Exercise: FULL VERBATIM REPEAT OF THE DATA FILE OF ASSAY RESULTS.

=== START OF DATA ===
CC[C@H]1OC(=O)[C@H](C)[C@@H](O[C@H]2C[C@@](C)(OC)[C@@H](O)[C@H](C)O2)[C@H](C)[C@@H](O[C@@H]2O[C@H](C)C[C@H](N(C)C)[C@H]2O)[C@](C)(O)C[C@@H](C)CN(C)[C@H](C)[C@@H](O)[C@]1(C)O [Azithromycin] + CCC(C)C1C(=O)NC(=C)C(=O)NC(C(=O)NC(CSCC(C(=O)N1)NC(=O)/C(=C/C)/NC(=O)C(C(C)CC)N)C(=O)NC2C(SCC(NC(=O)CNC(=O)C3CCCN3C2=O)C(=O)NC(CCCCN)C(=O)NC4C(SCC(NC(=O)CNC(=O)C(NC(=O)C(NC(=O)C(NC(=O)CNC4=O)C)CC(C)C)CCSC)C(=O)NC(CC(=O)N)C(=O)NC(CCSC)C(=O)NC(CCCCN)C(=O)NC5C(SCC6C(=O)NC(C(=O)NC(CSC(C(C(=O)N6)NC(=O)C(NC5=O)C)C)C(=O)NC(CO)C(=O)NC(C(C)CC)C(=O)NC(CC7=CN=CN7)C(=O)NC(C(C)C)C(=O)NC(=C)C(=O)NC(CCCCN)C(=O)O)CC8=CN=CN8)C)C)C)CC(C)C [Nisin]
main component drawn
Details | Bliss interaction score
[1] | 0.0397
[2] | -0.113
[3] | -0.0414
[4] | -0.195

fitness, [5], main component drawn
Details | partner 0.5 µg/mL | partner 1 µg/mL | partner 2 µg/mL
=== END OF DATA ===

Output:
CC[C@H]1OC(=O)[C@H](C)[C@@H](O[C@H]2C[C@@](C)(OC)[C@@H](O)[C@H](C)O2)[C@H](C)[C@@H](O[C@@H]2O[C@H](C)C[C@H](N(C)C)[C@H]2O)[C@](C)(O)C[C@@H](C)CN(C)[C@H](C)[C@@H](O)[C@]1(C)O [Azithromycin] + CCC(C)C1C(=O)NC(=C)C(=O)NC(C(=O)NC(CSCC(C(=O)N1)NC(=O)/C(=C/C)/NC(=O)C(C(C)CC)N)C(=O)NC2C(SCC(NC(=O)CNC(=O)C3CCCN3C2=O)C(=O)NC(CCCCN)C(=O)NC4C(SCC(NC(=O)CNC(=O)C(NC(=O)C(NC(=O)C(NC(=O)CNC4=O)C)CC(C)C)CCSC)C(=O)NC(CC(=O)N)C(=O)NC(CCSC)C(=O)NC(CCCCN)C(=O)NC5C(SCC6C(=O)NC(C(=O)NC(CSC(C(C(=O)N6)NC(=O)C(NC5=O)C)C)C(=O)NC(CO)C(=O)NC(C(C)CC)C(=O)NC(CC7=CN=CN7)C(=O)NC(C(C)C)C(=O)NC(=C)C(=O)NC(CCCCN)C(=O)O)CC8=CN=CN8)C)C)C)CC(C)C [Nisin]
main component drawn
Details | Bliss interaction score
[1] | 0.0397
[2] | -0.113
[3] | -0.0414
[4] | -0.195

fitness, [5], main component drawn
Details | partner 0.5 µg/mL | partner 1 µg/mL | partner 2 µg/mL